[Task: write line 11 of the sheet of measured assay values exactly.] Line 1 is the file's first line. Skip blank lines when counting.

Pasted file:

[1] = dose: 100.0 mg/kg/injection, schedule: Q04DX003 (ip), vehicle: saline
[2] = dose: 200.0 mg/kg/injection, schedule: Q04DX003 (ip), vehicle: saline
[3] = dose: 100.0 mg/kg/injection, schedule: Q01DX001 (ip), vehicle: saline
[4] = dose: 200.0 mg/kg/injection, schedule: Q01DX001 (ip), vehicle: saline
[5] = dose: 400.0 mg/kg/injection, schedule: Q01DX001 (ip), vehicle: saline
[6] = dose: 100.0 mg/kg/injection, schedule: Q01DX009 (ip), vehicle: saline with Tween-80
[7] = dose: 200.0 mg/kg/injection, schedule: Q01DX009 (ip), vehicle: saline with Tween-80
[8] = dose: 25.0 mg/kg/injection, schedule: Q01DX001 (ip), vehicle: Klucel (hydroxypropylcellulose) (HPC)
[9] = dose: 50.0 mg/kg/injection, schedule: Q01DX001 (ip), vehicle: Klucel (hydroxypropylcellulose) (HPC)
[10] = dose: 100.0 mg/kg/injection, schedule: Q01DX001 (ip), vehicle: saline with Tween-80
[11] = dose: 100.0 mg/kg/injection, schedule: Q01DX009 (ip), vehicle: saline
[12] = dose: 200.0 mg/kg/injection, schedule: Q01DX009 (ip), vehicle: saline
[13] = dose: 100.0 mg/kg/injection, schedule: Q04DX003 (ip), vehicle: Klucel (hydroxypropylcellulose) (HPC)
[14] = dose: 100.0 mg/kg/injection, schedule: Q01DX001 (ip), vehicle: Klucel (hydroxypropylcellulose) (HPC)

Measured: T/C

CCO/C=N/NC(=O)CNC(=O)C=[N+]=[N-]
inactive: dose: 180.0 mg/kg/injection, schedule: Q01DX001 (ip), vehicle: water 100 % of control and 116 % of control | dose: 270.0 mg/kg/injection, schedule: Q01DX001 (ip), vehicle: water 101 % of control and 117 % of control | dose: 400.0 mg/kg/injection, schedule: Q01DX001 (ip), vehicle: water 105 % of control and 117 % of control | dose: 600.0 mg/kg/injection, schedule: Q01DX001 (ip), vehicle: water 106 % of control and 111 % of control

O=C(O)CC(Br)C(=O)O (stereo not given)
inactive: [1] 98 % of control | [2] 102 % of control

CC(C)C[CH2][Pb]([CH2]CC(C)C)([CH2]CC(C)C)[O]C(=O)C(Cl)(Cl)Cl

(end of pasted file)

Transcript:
[11] = dose: 100.0 mg/kg/injection, schedule: Q01DX009 (ip), vehicle: saline